So, winter has come and gone (almost didn’t even notice we had a winter), and it is time to start appearing at the public marketplace to sell farm products to the community. Most people get excited about spring, myself included. The weather is warmer, things start to grow, birds are singing, flowers blooming, and grand plans hatched in the cold, dark evenings of winter can finally commence. What actually happens though, which I am finally beginning to grasp and seemingly particular to my situation, is the weather warms unseasonably early and especially warm for about two weeks in April. Many things get done then in anticipation of many more weeks of warm, pleasant weather and worrying about all the work that needs doing before the market starts. Potato seed and onion sets are acquired; early season seeds are germinated at 80 degrees, potted-on in tray flats, moved to the high tunnel, and then to the outside racks; plots are cleaned up, burn piles and last seasons perennial growth are lit ablaze; flower beds are cut back, raked out, and tidied up for another go; overwintered growth emerges with promise to give a little back from last years efforts; livestock is ordered, barns and brooders are cleaned and everything starts to happen all over again. Then, it rains for a week and the temperature hovers around 48. The fields that were almost ready for onion planting and potato planting and compost spreading and cultivation and seeds are now a muddy mess. Transplants begin to pile up with no place to go. Early small plantings of seed sit in the ground wondering why you took them out of their packages and introduced them to this inhospitable environment.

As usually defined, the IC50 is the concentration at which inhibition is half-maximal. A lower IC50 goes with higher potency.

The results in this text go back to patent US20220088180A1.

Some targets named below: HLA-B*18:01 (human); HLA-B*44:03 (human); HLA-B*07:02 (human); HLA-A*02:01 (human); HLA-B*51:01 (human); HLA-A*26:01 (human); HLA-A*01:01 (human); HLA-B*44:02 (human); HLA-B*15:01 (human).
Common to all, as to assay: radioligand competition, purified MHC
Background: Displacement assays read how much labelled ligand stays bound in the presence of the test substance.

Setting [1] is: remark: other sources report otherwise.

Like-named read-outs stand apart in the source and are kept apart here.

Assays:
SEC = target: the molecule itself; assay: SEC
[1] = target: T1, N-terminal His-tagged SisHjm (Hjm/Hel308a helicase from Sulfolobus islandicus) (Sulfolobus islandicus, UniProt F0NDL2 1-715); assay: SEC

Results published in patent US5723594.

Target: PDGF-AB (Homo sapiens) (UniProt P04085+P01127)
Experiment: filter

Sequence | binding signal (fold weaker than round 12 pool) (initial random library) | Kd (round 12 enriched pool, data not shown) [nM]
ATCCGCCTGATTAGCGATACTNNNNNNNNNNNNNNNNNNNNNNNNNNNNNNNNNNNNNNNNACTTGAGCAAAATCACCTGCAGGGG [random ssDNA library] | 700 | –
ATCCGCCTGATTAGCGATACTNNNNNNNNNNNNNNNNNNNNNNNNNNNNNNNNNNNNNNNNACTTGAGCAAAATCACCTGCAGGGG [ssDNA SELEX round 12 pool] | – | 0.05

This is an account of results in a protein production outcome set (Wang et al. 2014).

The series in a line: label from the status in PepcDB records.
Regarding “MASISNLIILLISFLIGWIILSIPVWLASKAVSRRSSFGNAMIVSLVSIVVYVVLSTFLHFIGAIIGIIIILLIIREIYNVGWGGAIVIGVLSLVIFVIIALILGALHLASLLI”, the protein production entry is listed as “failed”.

And then it dawns on me: oh yeah, THIS IS SPRING! Hurry up and wait. Pick your spots. Git while the gittin’s good. Hope it dries out before it gets too hot to have spinach or peas or spring carrots or broccoli raab. You could say there is some anxiety involved…
But then, you see that you have some overwintered spinach, and onions and lettuce, the asparagus is up and going like gang-busters, the rhubarb is out of this world, and all the greens, arugula, lettuce, and radish seeds put down in the greenhouse are starting to produce a crop. The strawberries look really healthy, raspberries are pruned back and all the fruit trees are also looking pretty ship-shape. 250 chicks are due any minute! We just bought 2 bred Scottish Highland heifers and one of them already had its calf within 12 hours of arriving on the farm. We are getting 75 ducks this year: a first. We’ll raise turkeys again after a year hiatus from them and we’re looking to expand our egg business by next fall. All and all, things are pretty normal around here.
THIS IS FARMING!
A few things we will have to offer you on Saturday: